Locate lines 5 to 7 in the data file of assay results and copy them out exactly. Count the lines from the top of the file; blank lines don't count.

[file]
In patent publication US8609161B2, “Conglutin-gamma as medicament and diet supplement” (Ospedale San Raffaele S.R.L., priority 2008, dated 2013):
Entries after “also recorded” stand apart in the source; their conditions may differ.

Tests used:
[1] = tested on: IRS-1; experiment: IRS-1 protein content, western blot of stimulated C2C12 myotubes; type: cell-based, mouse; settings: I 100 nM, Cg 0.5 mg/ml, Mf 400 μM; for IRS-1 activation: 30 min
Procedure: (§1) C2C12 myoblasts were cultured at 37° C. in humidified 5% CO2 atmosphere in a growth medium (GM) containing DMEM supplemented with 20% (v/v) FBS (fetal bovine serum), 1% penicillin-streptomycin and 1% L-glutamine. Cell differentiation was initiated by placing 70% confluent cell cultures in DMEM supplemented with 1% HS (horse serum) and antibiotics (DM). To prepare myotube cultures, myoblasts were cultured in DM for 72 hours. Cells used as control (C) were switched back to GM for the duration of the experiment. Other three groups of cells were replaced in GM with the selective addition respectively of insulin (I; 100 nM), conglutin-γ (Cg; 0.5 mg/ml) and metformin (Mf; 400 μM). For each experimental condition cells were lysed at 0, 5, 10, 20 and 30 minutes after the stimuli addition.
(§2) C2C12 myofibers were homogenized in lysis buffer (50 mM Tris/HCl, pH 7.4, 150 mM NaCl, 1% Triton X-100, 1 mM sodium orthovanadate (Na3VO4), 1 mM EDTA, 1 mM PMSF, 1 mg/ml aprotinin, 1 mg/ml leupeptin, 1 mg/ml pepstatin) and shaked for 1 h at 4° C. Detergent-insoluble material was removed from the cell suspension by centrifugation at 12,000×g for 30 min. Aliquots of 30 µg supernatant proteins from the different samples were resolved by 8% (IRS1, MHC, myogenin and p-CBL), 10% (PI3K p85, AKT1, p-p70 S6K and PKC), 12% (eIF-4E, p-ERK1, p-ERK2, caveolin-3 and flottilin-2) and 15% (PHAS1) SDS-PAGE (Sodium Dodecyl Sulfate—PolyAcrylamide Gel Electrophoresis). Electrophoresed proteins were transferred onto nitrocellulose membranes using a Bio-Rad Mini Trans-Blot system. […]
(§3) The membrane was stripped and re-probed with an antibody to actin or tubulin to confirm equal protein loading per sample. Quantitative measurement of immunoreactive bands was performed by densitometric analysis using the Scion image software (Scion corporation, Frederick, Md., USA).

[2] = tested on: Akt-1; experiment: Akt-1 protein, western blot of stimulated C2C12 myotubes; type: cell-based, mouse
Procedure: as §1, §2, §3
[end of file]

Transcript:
Procedure: (§1) C2C12 myoblasts were cultured at 37° C. in humidified 5% CO2 atmosphere in a growth medium (GM) containing DMEM supplemented with 20% (v/v) FBS (fetal bovine serum), 1% penicillin-streptomycin and 1% L-glutamine. Cell differentiation was initiated by placing 70% confluent cell cultures in DMEM supplemented with 1% HS (horse serum) and antibiotics (DM). To prepare myotube cultures, myoblasts were cultured in DM for 72 hours. Cells used as control (C) were switched back to GM for the duration of the experiment. Other three groups of cells were replaced in GM with the selective addition respectively of insulin (I; 100 nM), conglutin-γ (Cg; 0.5 mg/ml) and metformin (Mf; 400 μM). For each experimental condition cells were lysed at 0, 5, 10, 20 and 30 minutes after the stimuli addition.
(§2) C2C12 myofibers were homogenized in lysis buffer (50 mM Tris/HCl, pH 7.4, 150 mM NaCl, 1% Triton X-100, 1 mM sodium orthovanadate (Na3VO4), 1 mM EDTA, 1 mM PMSF, 1 mg/ml aprotinin, 1 mg/ml leupeptin, 1 mg/ml pepstatin) and shaked for 1 h at 4° C. Detergent-insoluble material was removed from the cell suspension by centrifugation at 12,000×g for 30 min. Aliquots of 30 µg supernatant proteins from the different samples were resolved by 8% (IRS1, MHC, myogenin and p-CBL), 10% (PI3K p85, AKT1, p-p70 S6K and PKC), 12% (eIF-4E, p-ERK1, p-ERK2, caveolin-3 and flottilin-2) and 15% (PHAS1) SDS-PAGE (Sodium Dodecyl Sulfate—PolyAcrylamide Gel Electrophoresis). Electrophoresed proteins were transferred onto nitrocellulose membranes using a Bio-Rad Mini Trans-Blot system. […]
(§3) The membrane was stripped and re-probed with an antibody to actin or tubulin to confirm equal protein loading per sample. Quantitative measurement of immunoreactive bands was performed by densitometric analysis using the Scion image software (Scion corporation, Frederick, Md., USA).